I wish I was writing to you with questions about how to handle a horrible FMIL or a dress dilemma. Unfortunately, after a 6 year relationship and then a year of being engaged, my fiancé called off our wedding.
Backstory: We had started dating when we were 17 years old during our senior year of high school. We made it through 4 years of long distance (we went to different colleges, states apart) during which one of those years I spent studying abroad in Europe. Throughout our relationship, we grew up together as we both grew into adults and I continued to fall in love with him, and I truly believe he continued to fall in love with me. Even after all is said and done, I don’t doubt what we had was real. I returned home after college and we could finally begin living our lives together. About two years later, he proposed.
We didn’t have major cracks in our relationship. We had broken up twice during college, but I sincerely chalk those up to being young and trying to juggle a serious relationship, all the while figuring out who you are. I knew what our issues were but I always believed our strengths outweighed our weaknesses. But of course, there is a reason we ended up where we are. Sadly, it turns out he was not the person I thought he was. When life got even remotely difficult, he chose to run away instead of deal with things. When I first started dating him in high school, his brother once came up to me and said “you know he lies, right?” Since I was a little thrown off by the bluntness, I laughed it off. It took me seven years to realize it was not a laughing matter.
So my question is—how do you pick up the pieces once it falls apart? How do you start to untangle where your relationship ends and you begin? After seven years I feel as if my identity is so intertwined with his. I figured your no nonsense attitude might help a bit.
I brought in an expert on this one. An anonymous reader/writer who has been through the same wringer.
Welcome to the tribe, dear heart. You will know us by the trail of super-depressing Tumblrs.
May I say first that I think you have done the most difficult work of all: the parsing of the good from the bad in your relationship, the keeping of the sacred. Three years out of my epic breakup and I'm still struggling with that. But bitterness is easy. You have a wild, open, generous heart. This is an immense gift.
As for advice, shucks. I don't know. One of the worst things people said to me was, "Well, at least you weren't married!" This made me want to punch faces. Loss is loss. Sure, we all know there's a hierarchy, but it doesn't help to be reminded of it. You had made the decision to be with him. That's enough.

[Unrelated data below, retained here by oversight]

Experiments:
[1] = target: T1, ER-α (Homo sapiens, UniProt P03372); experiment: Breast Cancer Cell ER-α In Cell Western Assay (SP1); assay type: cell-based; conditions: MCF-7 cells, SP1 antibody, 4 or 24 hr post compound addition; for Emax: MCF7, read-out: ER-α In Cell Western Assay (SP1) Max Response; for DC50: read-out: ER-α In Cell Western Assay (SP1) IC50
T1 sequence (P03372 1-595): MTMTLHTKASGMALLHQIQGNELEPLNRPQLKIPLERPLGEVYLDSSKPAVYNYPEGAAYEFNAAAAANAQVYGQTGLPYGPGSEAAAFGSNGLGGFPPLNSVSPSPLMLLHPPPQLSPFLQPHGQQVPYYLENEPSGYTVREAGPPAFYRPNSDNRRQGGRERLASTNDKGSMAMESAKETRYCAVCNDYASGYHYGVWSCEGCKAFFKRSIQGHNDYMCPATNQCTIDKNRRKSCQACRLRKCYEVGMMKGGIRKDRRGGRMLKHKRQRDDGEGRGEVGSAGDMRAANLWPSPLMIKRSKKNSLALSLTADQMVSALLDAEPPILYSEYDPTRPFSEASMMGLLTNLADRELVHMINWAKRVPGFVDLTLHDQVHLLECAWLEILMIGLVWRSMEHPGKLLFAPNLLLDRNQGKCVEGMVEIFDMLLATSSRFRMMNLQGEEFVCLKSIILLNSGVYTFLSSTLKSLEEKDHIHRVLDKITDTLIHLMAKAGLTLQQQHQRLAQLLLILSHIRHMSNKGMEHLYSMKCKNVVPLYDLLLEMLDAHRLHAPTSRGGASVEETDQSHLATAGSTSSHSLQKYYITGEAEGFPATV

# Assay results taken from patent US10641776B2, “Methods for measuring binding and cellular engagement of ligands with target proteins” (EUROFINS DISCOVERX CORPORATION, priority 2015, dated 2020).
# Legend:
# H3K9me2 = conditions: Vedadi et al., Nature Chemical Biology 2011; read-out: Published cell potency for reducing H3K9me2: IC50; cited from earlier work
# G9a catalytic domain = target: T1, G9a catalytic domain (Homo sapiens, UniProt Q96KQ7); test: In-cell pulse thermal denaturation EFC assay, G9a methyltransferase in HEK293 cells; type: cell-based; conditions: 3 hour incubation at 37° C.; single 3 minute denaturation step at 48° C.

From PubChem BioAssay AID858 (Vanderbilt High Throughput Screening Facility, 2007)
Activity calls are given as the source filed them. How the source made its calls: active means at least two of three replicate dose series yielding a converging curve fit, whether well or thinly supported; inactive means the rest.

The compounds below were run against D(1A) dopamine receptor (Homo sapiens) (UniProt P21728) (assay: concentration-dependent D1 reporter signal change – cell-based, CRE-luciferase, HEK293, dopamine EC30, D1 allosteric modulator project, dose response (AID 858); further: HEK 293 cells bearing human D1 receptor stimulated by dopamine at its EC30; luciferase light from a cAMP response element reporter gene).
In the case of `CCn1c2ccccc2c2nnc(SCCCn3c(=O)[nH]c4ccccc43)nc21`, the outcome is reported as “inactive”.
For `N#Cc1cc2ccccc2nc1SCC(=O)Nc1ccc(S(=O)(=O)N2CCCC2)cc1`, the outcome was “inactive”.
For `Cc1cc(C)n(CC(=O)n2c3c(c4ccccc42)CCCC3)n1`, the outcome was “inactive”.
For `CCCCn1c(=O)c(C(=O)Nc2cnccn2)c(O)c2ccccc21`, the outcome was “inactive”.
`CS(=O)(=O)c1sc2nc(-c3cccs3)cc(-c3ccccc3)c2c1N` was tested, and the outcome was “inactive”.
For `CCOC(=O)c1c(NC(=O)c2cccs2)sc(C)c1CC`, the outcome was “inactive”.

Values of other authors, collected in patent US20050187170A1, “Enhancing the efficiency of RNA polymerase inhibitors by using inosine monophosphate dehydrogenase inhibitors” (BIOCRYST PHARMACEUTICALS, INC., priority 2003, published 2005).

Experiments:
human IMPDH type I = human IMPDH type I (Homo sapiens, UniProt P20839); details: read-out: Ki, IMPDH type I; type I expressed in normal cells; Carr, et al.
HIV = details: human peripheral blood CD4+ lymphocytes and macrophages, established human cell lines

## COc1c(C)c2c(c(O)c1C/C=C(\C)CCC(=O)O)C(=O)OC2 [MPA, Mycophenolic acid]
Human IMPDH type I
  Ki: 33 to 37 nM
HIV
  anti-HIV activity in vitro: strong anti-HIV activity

On the other side of the coin, one of the best bits of advice was this: He is not as capable of being in the world as you are. (My therapist told me that. You should get one, if you haven't already.) Coping with life, all of life, all of its glorious messiness, is a serious skill. You have that. He doesn't. Your world will be richer because of it.
You will be told, and often, that you can now do all the amazing, single-life things you have always wanted to do—chop off all your hair! move to New York! get a tattoo! get a cat!—and you should do all these things (I did), or whatever else your disastrously bloody heart tells you to do, but the difficult thing to reconcile is that there is likely no part of you in your new life that could not have existed in the old. Some relationships are stifling and restrictive, yes, but it doesn't sound like yours was. The truth is that you were not set free; you were abandoned. No amount of dancing alone across the moonlit beaches of Thailand will make that any less true. What you can do is embrace the things that make you YOU and dig deeper into them—not because you couldn't before, but because you need to put something in that space. All the wine tasting classes in the world won't fill it completely. Likely nothing will. Accept that this is a permanent wound. You didn't get the wedding ring. You got an empty apartment and some white-hot pain. There is nothing you could have done or can do to change that. So you put one foot in front of the other. "No feeling is final," Rilke said. And all the weird, brave things you love or think you might love or hope to someday love, the yoga classes and knitting socials and, eventually, dating apps and shy flirting on subway platforms, are at the very least moving you away from an old feeling, and into a new.
Last, finally, always, the most important: Hold your friends close. Now closer still. Squeeze them until you think your body might melt into theirs. Aren't they the best? They really, truly are.
I'm so sorry.
(Enormous hugs to you both)
Karlina Caune by Victor Demarchelier for Antidote Magazine via wool&misc